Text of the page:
What Is Impaired Driving?
Impaired driving means that a person’s ability to safely operate a motor vehicle is compromised by alcohol or other drugs that change the function of the brain and body.
Over 10,000 people in the United States die each year in crashes involving an alcohol-impaired driver. Truckers in the United States had the highest frequency of positive tests for alcohol in the world, at 12.5 percent of American-based drivers.
The American Addiction Centers report that the “overall use of mind-altering substance was high,” among truckers as well. This includes amphetamines and cocaine, which stimulate drivers into staying awake for unnaturally long periods of time.
CDL drivers may be subject to testing to ensure that they are not driving impaired. This Overview of Drug and Alcohol Rules was put out by the Federal Motor Carrier Safety Administration).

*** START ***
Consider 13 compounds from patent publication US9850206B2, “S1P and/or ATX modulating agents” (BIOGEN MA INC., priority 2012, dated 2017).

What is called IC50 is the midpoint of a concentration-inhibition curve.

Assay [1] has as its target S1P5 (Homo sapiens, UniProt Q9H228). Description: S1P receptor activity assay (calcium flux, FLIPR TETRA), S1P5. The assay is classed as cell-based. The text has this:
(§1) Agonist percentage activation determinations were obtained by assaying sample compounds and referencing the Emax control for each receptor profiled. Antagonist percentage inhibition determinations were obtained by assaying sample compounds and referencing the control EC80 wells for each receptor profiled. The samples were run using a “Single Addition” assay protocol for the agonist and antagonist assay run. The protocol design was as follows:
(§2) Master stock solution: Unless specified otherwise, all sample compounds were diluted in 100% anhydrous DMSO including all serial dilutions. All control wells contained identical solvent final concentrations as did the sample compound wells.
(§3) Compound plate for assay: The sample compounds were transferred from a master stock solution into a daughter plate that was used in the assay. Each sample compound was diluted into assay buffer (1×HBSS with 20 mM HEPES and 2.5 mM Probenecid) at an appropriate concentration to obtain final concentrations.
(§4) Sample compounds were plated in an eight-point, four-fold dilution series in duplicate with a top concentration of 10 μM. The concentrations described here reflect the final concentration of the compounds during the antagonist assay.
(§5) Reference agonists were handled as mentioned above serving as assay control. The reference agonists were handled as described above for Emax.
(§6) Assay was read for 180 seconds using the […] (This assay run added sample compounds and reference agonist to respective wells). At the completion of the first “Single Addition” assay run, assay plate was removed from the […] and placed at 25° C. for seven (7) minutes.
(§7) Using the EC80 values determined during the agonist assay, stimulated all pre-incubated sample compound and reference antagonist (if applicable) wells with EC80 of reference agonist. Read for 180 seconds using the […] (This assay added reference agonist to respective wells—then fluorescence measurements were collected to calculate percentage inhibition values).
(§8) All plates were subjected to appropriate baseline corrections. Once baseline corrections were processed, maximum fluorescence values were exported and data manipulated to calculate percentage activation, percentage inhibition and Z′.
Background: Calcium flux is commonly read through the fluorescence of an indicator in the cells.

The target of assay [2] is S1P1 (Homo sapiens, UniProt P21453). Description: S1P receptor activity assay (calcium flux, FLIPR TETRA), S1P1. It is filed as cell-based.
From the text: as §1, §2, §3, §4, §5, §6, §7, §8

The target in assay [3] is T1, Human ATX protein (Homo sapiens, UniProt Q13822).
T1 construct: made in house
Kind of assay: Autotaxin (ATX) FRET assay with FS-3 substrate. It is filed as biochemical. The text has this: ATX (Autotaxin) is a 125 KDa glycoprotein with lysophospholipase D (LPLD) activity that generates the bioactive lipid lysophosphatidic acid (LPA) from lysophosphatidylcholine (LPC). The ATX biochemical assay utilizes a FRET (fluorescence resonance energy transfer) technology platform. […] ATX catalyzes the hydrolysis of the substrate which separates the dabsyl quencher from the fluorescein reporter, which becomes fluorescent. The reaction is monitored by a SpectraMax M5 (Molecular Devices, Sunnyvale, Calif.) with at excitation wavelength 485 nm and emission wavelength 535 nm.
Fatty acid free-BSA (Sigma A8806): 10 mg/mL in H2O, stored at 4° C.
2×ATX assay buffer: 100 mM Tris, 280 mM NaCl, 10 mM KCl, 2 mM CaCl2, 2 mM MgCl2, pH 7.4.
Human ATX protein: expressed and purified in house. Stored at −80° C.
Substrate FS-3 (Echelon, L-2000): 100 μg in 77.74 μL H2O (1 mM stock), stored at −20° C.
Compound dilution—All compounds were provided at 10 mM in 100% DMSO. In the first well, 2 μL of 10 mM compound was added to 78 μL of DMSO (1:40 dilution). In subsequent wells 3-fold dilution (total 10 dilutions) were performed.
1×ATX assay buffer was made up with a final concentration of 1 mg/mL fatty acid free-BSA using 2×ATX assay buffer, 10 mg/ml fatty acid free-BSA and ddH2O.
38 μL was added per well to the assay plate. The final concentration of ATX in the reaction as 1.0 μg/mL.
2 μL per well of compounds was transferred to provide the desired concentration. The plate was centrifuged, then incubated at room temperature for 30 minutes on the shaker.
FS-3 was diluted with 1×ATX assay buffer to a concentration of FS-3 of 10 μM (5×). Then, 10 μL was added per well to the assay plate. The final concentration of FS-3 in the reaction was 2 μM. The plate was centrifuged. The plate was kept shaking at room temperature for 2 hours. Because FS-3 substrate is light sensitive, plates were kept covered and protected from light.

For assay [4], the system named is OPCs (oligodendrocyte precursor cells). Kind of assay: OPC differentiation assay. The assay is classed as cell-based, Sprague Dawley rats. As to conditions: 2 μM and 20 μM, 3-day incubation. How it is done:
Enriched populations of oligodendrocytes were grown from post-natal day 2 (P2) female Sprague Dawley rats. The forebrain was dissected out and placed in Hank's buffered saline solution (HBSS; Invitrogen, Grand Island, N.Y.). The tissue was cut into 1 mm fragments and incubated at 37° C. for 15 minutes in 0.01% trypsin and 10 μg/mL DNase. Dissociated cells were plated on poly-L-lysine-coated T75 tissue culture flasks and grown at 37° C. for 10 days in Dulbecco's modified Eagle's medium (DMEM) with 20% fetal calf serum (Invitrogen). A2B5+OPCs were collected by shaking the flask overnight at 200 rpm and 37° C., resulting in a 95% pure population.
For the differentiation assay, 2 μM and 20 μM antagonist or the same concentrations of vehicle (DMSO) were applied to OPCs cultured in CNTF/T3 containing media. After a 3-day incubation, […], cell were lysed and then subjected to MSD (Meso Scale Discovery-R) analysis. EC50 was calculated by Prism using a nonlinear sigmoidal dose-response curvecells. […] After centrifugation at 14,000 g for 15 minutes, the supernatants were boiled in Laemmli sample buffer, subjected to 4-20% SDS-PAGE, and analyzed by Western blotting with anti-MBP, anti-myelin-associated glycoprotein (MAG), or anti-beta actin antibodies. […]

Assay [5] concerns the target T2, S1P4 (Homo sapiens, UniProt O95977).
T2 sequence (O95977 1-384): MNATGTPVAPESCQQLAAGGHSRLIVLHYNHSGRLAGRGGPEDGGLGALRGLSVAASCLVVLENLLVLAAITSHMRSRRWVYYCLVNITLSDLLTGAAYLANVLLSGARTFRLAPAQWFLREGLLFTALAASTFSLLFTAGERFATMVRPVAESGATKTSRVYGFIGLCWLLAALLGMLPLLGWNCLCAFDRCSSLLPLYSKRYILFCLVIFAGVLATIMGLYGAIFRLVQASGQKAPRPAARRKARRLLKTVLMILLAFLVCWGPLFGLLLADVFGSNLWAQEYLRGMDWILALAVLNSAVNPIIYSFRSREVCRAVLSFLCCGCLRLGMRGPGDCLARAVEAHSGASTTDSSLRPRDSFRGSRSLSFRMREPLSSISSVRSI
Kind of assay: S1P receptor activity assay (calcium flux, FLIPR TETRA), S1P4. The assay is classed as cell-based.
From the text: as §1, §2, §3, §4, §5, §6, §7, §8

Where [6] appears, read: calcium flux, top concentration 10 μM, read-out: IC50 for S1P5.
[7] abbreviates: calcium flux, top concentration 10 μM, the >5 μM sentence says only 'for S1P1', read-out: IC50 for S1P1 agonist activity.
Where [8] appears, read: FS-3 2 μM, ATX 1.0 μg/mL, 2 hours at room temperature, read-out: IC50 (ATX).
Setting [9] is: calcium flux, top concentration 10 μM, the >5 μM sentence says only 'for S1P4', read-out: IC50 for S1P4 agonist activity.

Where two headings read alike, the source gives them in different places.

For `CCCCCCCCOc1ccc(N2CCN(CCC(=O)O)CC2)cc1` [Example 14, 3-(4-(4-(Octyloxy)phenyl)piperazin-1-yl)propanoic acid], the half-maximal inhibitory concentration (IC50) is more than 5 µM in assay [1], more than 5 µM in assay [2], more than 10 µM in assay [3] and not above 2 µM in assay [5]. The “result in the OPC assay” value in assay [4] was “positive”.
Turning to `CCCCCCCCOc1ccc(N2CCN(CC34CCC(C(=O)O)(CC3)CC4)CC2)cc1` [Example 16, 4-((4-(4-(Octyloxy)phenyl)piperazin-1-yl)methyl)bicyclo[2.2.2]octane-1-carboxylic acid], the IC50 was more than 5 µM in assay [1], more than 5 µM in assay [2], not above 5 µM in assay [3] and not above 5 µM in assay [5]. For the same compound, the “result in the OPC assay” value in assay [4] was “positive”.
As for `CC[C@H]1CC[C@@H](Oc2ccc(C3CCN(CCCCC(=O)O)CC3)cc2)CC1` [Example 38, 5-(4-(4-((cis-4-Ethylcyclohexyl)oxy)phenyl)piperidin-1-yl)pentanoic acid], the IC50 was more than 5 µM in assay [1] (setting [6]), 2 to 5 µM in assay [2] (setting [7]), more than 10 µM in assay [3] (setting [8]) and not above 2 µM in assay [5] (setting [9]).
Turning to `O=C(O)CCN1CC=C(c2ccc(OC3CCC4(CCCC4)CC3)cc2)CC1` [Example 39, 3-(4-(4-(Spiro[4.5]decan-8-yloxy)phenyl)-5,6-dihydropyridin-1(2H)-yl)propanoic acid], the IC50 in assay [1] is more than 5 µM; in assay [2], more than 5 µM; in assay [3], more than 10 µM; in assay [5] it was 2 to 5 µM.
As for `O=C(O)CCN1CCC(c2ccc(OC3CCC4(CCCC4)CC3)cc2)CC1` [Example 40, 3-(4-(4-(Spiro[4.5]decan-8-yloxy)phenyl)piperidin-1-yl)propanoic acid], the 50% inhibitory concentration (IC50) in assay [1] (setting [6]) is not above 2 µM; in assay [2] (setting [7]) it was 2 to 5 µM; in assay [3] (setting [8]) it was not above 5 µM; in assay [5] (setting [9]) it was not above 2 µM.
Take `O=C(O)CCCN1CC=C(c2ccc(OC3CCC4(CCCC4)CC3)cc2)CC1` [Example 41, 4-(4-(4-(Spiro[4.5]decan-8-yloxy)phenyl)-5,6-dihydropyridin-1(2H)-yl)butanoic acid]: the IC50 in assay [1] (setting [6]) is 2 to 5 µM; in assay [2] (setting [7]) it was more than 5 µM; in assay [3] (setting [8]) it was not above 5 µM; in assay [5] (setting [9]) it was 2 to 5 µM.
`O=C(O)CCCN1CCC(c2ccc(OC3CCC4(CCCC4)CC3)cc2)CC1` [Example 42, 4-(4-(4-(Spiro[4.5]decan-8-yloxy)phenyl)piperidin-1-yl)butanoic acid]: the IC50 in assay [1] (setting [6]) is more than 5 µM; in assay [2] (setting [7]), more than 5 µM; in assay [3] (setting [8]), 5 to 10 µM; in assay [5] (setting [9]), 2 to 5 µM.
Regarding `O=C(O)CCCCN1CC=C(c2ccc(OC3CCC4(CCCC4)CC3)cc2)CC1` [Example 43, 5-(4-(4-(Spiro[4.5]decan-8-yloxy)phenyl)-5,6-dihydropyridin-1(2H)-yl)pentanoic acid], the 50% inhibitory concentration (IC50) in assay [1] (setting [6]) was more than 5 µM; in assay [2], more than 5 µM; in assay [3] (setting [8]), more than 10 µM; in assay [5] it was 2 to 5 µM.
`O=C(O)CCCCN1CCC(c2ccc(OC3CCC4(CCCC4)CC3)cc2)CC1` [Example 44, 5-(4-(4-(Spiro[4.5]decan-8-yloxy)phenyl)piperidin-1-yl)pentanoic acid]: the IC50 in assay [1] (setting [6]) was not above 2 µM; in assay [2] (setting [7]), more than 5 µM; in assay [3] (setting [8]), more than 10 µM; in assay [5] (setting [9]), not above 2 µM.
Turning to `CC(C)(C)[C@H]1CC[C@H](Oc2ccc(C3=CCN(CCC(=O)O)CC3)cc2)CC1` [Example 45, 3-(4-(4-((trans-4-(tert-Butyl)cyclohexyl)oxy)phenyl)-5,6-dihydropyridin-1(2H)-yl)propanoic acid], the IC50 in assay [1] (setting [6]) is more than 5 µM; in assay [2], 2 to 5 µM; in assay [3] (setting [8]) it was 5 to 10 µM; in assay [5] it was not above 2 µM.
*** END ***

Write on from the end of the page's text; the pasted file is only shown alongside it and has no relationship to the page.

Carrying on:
The CDC estimates that 29 people in the United States die in alcohol related motor vehicle crashes each day. That is one death every 50 minutes. This adds up to a cost of more than $44 billion in losses per year.
The United States Congress recognized the need for a drug and alcohol free transportation industry, and in 1991 passed the Omnibus Transportation Employee Testing Act, requiring DOT agencies to implement drug and alcohol testing of safety-sensitive transportation employees.
Here are some resources from the CDC that may be useful:
In 2015, Maryland’s ignition interlock program prevented nearly 4,000 trips where the driver’s BAC was greater than 0.08, which is the legal limit in Maryland.
All states have implemented ignition interlock programs to manage interlock issues and monitor offenders who are required or eligible to install them. The MVA answers frequently asked questions about this program.
Maryland’s Ignition Interlock Program, which began in 1989, is monitored by the Maryland Department of Transportation’s Motor Vehicle Administration (MVA)
Here are some testing rules that may be useful: